By Charles Cahier
Relying on old wall and flooring tiles, cloth styles, tapestries, wall hangings, and different designs originating within the heart a long time, the Renaissance, and later ecu and Islamic cultures, Charles Cahier (1807–1882) and Arthur Martin (1802–1856) produced a piece of real creative contrast. integrated are a wealth of excellent floral, animal, fowl, and geometric styles, rigorously researched and meticulously redrawn to be used in a myriad of picture and inventive tasks. the various motifs are observed by means of complementary border designs, a regularly crucial accent.
This variation faithfully reproduces the version released in 1868, titled Suite aux mélanges d'archéologie. It represents a useful copyright-free source embodying the best designs from ancient assets, prepared to be used by means of artists, illustrators, craftspeople, and architects operating with textiles, wallpapers, inside ornament, and different projects.
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Extra info for 376 decorative allover patterns : from historic tilework and textiles
For similar reasons, some of the patterns are shown not completely squared off around the edges. Wherever a corner of a pattern is missing, there was no evidence for its actual appearance, and Cahier decided not to invent a corner purely out of his imagination. For not more than half a dozen patterns out of the 376 included in his publication, he intuitively joined together elements that cannot be proved to have been originally joined. This impressive monument of scrupulous scholarship, friendship and faith is now made available once more for the same purpose that underlay its first publication: to provide fascinating visual material for practicing artists, designers and craftspeople.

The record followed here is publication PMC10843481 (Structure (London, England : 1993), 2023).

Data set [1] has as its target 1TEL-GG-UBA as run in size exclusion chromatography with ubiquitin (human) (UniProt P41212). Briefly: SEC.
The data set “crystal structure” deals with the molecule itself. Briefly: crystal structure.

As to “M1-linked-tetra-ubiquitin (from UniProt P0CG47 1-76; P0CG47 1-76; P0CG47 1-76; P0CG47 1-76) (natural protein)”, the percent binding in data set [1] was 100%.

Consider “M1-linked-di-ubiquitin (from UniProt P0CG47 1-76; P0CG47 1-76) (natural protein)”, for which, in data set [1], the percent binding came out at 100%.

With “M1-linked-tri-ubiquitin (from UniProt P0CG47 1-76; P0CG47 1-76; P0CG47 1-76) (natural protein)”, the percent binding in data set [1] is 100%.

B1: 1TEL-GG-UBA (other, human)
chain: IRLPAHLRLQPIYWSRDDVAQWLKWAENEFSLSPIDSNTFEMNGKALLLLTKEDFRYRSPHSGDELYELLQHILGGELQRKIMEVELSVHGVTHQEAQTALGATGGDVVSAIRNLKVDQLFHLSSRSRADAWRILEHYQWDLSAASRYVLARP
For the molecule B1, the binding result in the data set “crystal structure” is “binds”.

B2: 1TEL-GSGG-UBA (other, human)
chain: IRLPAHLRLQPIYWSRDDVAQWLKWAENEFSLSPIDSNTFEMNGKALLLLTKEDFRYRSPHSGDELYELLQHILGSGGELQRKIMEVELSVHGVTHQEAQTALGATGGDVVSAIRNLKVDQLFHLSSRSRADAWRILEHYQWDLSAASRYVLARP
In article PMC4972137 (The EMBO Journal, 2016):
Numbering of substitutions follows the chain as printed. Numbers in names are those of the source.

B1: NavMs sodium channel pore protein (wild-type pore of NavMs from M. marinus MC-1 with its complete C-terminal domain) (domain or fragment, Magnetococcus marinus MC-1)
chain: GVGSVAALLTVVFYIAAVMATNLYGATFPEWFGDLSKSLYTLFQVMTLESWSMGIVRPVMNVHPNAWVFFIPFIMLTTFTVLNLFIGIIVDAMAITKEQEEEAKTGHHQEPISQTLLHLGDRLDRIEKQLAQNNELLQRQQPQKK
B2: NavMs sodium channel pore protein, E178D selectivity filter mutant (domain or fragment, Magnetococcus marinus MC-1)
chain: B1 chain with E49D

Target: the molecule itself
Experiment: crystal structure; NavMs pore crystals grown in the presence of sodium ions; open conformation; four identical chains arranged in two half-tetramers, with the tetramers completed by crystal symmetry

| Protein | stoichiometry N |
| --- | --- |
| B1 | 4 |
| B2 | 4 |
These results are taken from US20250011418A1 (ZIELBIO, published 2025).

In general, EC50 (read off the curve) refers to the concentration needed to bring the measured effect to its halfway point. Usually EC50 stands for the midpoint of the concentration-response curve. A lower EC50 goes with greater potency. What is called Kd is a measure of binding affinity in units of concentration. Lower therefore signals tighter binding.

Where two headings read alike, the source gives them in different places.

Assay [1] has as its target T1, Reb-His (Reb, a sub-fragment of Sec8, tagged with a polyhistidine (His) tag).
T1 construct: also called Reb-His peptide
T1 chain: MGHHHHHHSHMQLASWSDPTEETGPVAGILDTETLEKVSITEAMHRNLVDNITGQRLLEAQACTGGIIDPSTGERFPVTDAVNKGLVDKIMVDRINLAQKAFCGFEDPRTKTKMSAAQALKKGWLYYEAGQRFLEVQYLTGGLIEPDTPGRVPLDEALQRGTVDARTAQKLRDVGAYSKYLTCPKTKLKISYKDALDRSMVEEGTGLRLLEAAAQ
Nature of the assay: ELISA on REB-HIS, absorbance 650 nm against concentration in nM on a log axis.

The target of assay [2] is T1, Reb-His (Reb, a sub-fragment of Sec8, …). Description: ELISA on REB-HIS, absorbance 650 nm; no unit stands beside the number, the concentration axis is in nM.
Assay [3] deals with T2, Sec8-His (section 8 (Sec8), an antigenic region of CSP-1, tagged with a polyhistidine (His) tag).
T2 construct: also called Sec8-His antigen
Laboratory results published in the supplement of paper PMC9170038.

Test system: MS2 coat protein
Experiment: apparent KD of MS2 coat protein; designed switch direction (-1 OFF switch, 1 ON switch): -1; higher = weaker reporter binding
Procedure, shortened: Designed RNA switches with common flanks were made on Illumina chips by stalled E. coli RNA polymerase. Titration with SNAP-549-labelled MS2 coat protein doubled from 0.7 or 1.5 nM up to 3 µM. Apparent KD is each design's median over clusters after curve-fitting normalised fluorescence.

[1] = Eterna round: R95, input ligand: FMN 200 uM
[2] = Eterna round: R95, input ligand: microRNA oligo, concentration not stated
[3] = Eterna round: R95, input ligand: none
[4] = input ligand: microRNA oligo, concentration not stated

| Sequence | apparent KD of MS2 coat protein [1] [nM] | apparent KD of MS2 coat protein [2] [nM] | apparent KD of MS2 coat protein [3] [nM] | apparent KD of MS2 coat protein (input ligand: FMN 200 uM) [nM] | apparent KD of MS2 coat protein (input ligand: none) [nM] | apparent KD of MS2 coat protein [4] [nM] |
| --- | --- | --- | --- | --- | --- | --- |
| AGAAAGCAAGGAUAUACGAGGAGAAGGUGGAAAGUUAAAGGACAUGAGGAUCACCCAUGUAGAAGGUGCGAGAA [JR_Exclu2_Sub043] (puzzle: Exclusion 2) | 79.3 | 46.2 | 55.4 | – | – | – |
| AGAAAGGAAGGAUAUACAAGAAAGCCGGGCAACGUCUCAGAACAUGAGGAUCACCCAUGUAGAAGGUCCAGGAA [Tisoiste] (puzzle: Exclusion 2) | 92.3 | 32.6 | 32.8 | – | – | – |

P. verso. 9780486155494 1. Repetitive patterns (Decorative arts) 2. Tiles, Medieval. 3. Tiles, Renaissance. 4. Textile fabrics, Medieval. 5. Textile fabrics, Renaissance. I. Martin, Arthur, 1801—1856. II. Title. III. Title: Three hundred seventy-six decorative allover patterns from historic tilework and textiles. IV. Series. 4’42—dc20 89-36970 CIP Table of Contents Title Page Copyright Page Publisher’s Note Publisher’s Note THE QUALITY OF DESIGN in crafted and manufactured products of all types-and in the packaging and advertising of those products—was a primary concern of the great industrial nations in the nineteenth century.
For not more than half a dozen patterns out of the 376 included in his publication, he intuitively joined together elements that cannot be proved to have been originally joined. This impressive monument of scrupulous scholarship, friendship and faith is now made available once more for the same purpose that underlay its first publication: to provide fascinating visual material for practicing artists, designers and craftspeople.